All questions relating to entry into a tenant’s unit are regulated by the Residential Tenancies Act. This Act is a large volume of law which contains fairly detailed rules which both the landlord and the tenant must follow. Not knowing these rules often, unfortunately, leads to conflicts between landlords and tenants and lengthy procedures in the Landlord and Tenant Board. This post will focus on one aspect of the rules contained within the Act: the landlord’s entry into the tenant’s unit. In general, the rules revolve around the tenant’s right to privacy. As a result, the landlord does not usually have the right to enter the tenant’s unit without the tenant’s consent. At the same time, there are exceptions. The landlord may enter the tenant’s unit when
- The tenant has consented to the landlord’s entry when the landlord came and knocked at the door.
- There is an accident in the rental unit, and the tenant is not home. For example, if a pipe broke in the rental unit and is flooding the tenants below, the landlord may enter the unit with no notice and in the tenant’s absence to correct the problem.
- There is an agreement between the landlord and the tenant that cleaning is included in rent. In this case, the landlord or his/her employee may enter the tenant’s premises to clean at a mutually agreed upon time.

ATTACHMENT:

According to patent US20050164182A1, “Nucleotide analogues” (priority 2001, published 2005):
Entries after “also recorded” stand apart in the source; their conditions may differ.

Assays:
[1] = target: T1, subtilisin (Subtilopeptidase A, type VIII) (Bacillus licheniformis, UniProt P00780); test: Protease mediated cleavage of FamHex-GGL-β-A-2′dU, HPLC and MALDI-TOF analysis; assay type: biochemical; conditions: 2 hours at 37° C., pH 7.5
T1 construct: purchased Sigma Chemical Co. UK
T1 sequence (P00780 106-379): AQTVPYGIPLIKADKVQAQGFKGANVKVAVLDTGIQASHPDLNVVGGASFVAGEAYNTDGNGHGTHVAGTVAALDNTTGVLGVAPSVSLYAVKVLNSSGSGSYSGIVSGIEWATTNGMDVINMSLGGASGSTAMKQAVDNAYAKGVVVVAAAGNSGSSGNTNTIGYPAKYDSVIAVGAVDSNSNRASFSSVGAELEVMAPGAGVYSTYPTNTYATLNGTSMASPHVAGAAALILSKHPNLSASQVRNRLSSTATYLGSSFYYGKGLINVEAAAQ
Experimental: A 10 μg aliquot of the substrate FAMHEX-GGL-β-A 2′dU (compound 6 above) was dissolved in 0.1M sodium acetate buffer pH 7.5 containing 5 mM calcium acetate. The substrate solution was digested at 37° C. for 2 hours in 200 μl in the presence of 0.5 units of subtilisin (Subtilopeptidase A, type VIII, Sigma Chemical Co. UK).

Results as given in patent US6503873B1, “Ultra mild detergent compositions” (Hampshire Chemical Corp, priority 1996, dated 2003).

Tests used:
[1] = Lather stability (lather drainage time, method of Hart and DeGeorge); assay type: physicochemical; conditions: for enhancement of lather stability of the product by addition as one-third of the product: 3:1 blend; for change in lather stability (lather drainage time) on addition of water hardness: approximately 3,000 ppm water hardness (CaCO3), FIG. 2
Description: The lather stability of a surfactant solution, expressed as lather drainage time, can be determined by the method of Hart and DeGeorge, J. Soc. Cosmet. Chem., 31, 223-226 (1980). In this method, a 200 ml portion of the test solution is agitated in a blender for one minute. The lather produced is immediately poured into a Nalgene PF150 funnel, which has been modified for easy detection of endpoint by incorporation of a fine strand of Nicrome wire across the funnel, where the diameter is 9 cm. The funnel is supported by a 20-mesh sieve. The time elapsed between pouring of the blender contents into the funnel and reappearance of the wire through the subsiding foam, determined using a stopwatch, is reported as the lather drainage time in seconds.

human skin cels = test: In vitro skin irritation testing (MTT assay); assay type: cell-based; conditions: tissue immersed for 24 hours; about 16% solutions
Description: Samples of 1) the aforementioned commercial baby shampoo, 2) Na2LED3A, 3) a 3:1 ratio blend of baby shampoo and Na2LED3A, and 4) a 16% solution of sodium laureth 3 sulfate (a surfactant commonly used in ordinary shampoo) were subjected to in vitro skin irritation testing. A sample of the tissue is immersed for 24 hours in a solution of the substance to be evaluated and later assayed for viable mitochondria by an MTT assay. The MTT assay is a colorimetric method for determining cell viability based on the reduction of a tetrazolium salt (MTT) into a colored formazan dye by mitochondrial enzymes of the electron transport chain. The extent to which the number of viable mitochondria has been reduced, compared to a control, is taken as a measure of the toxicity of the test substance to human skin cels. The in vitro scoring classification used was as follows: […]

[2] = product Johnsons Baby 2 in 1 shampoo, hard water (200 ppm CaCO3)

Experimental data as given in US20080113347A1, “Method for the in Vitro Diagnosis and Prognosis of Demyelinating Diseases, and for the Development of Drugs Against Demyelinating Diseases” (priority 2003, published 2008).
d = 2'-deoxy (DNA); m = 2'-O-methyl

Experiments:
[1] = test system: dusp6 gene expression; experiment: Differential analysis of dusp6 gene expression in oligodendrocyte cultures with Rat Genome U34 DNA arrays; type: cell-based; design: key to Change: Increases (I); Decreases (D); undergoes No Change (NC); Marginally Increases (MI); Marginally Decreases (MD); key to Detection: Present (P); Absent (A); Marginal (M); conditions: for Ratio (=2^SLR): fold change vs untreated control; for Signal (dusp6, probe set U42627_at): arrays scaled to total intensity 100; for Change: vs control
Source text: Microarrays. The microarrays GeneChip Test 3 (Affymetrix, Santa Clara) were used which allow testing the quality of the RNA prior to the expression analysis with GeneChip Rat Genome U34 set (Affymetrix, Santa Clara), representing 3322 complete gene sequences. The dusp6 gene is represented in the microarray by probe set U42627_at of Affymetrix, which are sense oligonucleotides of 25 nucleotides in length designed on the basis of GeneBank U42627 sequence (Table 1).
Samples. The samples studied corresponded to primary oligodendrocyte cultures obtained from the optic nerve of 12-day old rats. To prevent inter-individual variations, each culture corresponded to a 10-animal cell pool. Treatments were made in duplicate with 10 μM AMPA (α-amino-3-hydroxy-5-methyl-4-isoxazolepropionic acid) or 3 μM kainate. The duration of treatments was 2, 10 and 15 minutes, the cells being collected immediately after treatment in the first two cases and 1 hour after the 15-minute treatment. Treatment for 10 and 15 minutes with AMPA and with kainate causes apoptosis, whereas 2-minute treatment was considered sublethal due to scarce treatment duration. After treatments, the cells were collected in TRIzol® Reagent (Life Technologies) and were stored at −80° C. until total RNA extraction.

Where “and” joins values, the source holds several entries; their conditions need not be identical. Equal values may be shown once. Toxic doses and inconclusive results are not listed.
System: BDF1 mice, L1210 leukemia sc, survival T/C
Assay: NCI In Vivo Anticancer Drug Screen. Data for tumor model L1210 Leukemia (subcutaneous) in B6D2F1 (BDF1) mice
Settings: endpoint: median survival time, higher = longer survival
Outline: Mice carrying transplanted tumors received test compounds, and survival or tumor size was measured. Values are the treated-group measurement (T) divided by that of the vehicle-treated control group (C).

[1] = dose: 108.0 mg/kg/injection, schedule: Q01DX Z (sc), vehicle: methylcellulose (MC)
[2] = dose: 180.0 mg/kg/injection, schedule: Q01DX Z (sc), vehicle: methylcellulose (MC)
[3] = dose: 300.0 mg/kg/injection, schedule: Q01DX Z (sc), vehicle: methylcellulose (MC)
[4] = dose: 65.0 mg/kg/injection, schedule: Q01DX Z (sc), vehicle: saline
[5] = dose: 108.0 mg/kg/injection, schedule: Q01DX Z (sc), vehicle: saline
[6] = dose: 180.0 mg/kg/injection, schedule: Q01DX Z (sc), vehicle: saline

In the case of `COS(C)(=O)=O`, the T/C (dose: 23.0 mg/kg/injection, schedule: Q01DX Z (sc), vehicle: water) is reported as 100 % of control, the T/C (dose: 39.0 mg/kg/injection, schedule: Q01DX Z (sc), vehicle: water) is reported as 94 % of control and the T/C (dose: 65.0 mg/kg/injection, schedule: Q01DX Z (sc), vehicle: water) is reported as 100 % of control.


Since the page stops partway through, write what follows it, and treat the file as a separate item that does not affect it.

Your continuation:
- The rental agreement is ending by consent or proper notice of termination, and the landlord must show the unit to potential new tenants. In this case, the landlord must make every effort to give notice of each showing to the current tenant, but he or she does not require the tenant’s consent for entry. These showings can only take place between 8:00 am and 8:00 pm.
Further, the law prescribes situations when the landlord may enter the rental unit after giving the tenant proper notice of the same. This notice must be given 24 hours prior to the landlord’s attendance, and must contain the following information:
- The reason for entry
- The time the landlord will enter the unit, which must be between 8:00 am and 8:00 pm
There are several situations in which the landlord can enter the rental unit having given the tenant notice.
- For repairs to the rental unit or equipment, which can be completed fairly quickly and quietly. Other rules apply to lengthy, serious repairs.
- To show the rental unit to a potential property insurer or lender, who will insure the property or issue a mortgage, and must, therefore, evaluate the premises
- For inspection of a condominium rental unit by a specialist. Such an inspection must be periodically conducted in condominiums.
- To show the rental unit to potential purchasers of the property. This showing can be done by a real estate agent. The tenant must receive 24 hours notice before every showing.
- The landlord or his/her employee may enter the rental unit to inspect its condition and evaluation of potentially necessary repairs.
- For other reasonable purposes. Of course, this right must be used reasonably and not interfere with the tenant’s rights.
In order to avoid future complications or conflict, it is important for the landlord to enter the rental unit in accordance with the rules. It is equally important for the tenant to co-operate with the landlord in reasonable requests for entry. For example, if the tenant in any way obstructs showings of the rental unit to potential tenants or purchasers, he or she may become responsible for the landlord’s damages associated with the sale or rental of the unit.
Please note that the above article is not legal advice, and should not be considered as such. For legal advice in your particular matter, please contact a legal professional.